In his first parliamentary speech as a prime minister Mateusz Morawiecki (PMM) repeated many theses of the government officials which have been repeated for the last two years. Some of them are wrong and contradict the experiences of other countries. Others, while right, stand in clear contradiction with the actual actions of the Polish government.
Firstly, it is a mistake to attribute the economic successes of Germany or South Korea to their industrial policy – there were other success factors in these countries, and their industrial policies not only did not help, but even were slowing down the development. It is a dangerous idea for ministerial officials, who use the taxpayers’ money, to decide who and where will build drones or electric cars.
An equally wrong and dangerous idea is the concept of an “entrepreneurial state”. The state by giving the privileges to the state-owned enterprises (SOEs) limits the possibility of development for private companies. At the same time, SOEs operating in sectors such as energy, where they are protected from competition, transfer higher costs of their operations to clients, thus limiting the competitiveness of the entire economy.
Secondly, although the declarations of a need for better quality of law and higher investments point in the right direction, they stand in a sharp contrast with the actual actions of the PiS government. PiS breaks records in overproduction of legislations, and at the same time it is taking control over the judiciary. These chaotic changes in the legal system result in increased uncertainty of entrepreneurs, who limit investments – in 3Q 2017 they were lower than 2 years ago, when PiS took power.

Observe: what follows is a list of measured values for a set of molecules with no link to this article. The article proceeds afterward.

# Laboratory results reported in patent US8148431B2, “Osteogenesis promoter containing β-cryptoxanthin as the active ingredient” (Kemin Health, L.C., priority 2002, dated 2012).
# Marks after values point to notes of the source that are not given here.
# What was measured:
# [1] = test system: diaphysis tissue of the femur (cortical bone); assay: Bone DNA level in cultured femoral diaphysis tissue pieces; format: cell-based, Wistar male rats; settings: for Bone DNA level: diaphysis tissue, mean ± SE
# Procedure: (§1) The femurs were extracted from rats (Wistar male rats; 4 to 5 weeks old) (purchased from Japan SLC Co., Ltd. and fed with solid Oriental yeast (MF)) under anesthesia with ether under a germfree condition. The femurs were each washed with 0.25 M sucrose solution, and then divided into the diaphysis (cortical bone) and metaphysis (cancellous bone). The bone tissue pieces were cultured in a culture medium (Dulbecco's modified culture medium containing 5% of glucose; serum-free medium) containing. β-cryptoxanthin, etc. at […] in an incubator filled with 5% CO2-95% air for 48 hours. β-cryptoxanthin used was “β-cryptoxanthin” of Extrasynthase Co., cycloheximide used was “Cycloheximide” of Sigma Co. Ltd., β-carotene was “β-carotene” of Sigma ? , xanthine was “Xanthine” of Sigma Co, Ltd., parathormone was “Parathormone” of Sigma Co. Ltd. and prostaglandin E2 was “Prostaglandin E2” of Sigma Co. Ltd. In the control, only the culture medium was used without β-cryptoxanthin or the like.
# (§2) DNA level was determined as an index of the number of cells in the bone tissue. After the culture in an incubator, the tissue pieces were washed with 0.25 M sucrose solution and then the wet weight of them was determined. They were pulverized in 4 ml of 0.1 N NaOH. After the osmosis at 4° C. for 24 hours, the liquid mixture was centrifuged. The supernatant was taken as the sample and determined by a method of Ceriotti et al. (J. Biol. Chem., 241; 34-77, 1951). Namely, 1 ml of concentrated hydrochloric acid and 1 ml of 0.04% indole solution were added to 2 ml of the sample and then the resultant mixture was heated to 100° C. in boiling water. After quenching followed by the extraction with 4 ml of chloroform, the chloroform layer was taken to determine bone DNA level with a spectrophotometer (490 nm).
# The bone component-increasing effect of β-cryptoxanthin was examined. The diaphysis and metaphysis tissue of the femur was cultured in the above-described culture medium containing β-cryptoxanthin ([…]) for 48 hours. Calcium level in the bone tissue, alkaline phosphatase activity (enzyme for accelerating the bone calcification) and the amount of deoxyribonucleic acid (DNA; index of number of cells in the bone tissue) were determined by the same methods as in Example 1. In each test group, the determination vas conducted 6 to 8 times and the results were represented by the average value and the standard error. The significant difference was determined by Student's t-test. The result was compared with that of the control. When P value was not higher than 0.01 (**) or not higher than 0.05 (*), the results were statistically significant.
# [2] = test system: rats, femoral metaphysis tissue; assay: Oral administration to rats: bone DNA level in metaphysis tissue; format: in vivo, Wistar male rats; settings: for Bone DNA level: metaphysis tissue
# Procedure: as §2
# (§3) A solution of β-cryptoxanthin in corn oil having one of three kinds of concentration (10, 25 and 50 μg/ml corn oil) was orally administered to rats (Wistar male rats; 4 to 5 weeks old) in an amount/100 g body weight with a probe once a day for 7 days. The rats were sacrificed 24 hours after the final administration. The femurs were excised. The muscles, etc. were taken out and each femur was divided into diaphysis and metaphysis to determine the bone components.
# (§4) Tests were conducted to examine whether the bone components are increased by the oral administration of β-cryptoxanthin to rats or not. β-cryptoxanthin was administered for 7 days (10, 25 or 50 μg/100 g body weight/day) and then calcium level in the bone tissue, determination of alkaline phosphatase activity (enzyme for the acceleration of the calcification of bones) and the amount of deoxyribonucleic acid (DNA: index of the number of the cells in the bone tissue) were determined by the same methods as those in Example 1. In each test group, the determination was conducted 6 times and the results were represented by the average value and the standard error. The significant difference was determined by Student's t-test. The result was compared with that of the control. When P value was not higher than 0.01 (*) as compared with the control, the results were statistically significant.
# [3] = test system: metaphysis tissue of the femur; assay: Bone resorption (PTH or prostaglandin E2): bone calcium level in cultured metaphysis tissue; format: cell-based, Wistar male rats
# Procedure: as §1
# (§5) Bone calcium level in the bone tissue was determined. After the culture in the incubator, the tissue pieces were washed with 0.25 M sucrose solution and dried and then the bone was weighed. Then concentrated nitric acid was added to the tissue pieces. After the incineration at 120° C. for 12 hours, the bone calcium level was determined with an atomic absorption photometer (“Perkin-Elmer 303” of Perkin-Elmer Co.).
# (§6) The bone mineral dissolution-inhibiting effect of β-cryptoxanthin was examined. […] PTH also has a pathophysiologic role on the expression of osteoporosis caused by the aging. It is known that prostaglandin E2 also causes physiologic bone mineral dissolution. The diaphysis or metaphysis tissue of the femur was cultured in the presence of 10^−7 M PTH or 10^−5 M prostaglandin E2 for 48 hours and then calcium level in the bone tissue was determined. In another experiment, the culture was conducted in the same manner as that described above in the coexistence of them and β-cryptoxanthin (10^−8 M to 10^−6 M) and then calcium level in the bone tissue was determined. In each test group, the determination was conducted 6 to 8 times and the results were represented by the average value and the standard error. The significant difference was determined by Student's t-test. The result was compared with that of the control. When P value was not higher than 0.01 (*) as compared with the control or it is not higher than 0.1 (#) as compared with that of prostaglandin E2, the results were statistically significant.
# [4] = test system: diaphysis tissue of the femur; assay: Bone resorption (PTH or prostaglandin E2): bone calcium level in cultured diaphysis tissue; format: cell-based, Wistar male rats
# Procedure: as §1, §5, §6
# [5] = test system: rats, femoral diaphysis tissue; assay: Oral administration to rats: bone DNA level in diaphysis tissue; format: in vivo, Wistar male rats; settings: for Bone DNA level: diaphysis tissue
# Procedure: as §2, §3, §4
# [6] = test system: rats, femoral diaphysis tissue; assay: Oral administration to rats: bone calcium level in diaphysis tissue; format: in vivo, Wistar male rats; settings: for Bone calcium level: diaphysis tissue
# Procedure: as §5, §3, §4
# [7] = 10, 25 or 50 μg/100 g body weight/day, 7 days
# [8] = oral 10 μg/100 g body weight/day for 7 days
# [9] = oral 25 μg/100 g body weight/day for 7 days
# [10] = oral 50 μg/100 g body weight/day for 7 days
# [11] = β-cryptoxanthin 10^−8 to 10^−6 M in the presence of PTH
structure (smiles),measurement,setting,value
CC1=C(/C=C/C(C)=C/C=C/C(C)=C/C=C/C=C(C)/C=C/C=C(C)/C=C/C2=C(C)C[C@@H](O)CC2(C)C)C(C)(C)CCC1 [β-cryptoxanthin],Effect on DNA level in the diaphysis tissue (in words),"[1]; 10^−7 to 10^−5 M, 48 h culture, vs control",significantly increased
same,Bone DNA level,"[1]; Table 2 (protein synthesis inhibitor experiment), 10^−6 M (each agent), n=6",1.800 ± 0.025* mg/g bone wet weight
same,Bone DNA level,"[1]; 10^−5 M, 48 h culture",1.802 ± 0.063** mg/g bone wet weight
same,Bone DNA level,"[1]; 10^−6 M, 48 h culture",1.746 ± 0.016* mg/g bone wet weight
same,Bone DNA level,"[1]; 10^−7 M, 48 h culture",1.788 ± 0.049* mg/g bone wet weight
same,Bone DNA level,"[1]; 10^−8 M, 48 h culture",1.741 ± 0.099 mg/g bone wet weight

The contradiction between declarations and actual actions can also be seen at the level of sectoral policies. PMM talks about modernization of agriculture but at the same time the government, by prohibiting land trade, binds de facto farmers to the land, blocking the development of large, efficient farms. PMM also talks about the fight against smog, while government policy has already led to losses for the owners of the wind farms, thus blocking their further investments.
In the summary of the first two years of PiS’ rule PMM neglected the positive effects of the very good business conditions of our main trading partners, which supported higher tax revenues and a further decline in unemployment (which is a continuation of the trend initiated by the previous PO-PSL government). In this way, he falsely attributes all the merits to himself and his government.
It is difficult to understand the attitude of PMM toward foreign investors. On the one hand, as the deputy prime minister, he boasted of attracting new foreign investors. On the other hand, he regards their profits as exploitation. One can hardly demand that foreign companies invest in Poland now and do not expect profits later. These investments are important for the Polish economy, because they are connected with the inflow of new technologies, which is beneficial for the Polish companies as well. Also, thanks to the foreign investors, the income of Poles has been growing – since 1995, when first comparable data appeared, foreign revenues have increased by PLN 58 billion, and revenues of Poles by PLN 980 billion, which is one of the best results among the post-socialist countries.
Full analysis of the Prime Minister Mateusz Morawiecki’s first parliamentary speech is available at FOR’s website (in Polish)